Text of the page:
This term, the U.S. Supreme Court revamped death row, revolutionized school policies and expanded state rights, but 15 decisions that might have been expected to be decided 5-4 came in at 6-3, as the usual alliances subtly shifted. The most stable high court in history--the same nine justices have served together for eight terms--slowly has turned more fractious and less conservative on some issues.
The shifting alliances occurred in lower-profile cases than the blockbuster decision for which the 2002 term best will be remembered, when the high court ruled that the Constitution allows vouchers backed by taxpayer funds to be used at parochial schools. That case reflected the lideological split in place since the current lineup began in October 1994. Chief Justice William H. Rehnquist wrote the vouchers opinion joined by Justices Sandra Day O'Connor, Antonin Scalia, Anthony M. Kennedy and Clarence Thomas. Dissenters were Justices John Paul Stevens, David H. Souter, Ruth Bader Ginsburg and Stephen G. Breyer.
This year, the "Rehnquist Five" lined up in 10 of the 18 cases decided by a 5-4 margin. For the first time in five terms, the chief justice was in the majority for 63 of the court's 75 decisions, as often as O'Connor, who usually leads that category.
But the chief justice and O'Connor disagreed with each other on 14 cases. Also, O'Connor did not participate in four cases because of investment conflicts, tying the present court's record for recusals in one term, set by Breyer in his first term on the bench.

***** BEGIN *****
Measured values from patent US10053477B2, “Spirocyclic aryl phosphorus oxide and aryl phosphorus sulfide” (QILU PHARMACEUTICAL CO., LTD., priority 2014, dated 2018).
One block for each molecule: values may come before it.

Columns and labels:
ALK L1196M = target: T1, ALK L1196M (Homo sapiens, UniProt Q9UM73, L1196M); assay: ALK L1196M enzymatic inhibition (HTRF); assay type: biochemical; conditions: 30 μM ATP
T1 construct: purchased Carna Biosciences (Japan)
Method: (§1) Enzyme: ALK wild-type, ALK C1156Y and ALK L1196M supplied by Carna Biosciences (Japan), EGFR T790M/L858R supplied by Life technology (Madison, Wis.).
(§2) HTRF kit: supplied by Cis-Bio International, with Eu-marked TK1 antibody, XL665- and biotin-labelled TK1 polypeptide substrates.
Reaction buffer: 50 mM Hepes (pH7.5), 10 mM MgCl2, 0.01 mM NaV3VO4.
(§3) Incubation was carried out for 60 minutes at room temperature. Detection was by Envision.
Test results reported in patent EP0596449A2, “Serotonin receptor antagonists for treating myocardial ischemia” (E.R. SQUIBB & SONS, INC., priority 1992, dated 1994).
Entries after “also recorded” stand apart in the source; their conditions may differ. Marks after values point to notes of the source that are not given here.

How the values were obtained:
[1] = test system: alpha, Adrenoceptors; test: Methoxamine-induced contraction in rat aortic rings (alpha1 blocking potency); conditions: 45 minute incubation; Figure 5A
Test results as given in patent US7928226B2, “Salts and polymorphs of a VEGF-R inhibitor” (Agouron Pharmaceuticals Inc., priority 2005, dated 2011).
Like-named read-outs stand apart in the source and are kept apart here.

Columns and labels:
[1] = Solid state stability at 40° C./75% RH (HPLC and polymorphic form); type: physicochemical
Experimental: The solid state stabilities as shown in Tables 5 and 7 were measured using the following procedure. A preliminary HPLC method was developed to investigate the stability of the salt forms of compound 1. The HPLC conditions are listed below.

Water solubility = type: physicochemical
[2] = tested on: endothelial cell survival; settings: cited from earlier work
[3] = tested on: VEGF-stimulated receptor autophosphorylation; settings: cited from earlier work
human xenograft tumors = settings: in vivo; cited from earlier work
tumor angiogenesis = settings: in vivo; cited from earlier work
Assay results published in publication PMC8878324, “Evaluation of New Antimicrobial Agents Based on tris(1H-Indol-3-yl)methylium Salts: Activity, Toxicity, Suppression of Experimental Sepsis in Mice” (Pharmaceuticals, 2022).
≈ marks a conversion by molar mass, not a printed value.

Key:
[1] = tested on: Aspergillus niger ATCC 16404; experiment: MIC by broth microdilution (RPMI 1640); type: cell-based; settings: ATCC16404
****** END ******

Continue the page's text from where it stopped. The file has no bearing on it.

At the same time, Rehnquist agreed less often with Thomas--53 cases as opposed to 59 last term--while more frequently joining Ginsburg (48 times compared with 44 the year before) and Breyer (49 times compared with 41 in the 2000-2001 term). These splits showed up in unexpected ways. Most surprising of all was Breyer, who traditionally helps anchor the court's so-called liberal wing. This term he supplied the crucial swing vote in two important 5-4 cases when those who typically vote conservative left the fold:
* To allow schools to drug test the 7 million schoolchildren who join extracurricular programs, even without suspicion that a child used drugs (O'Connor opposed that ruling).
* To reject arguments that juries must confirm factors involved in federal guidelines for imposing mandatory minimum sentences (his vote filled the gap left when Thomas voted with the liberal justices).
But 6-3 votes revealed deeper divisions. In six of those votes the chief justice was in a majority that did not include his usual allies, leaving Scalia and Thomas in a minority. …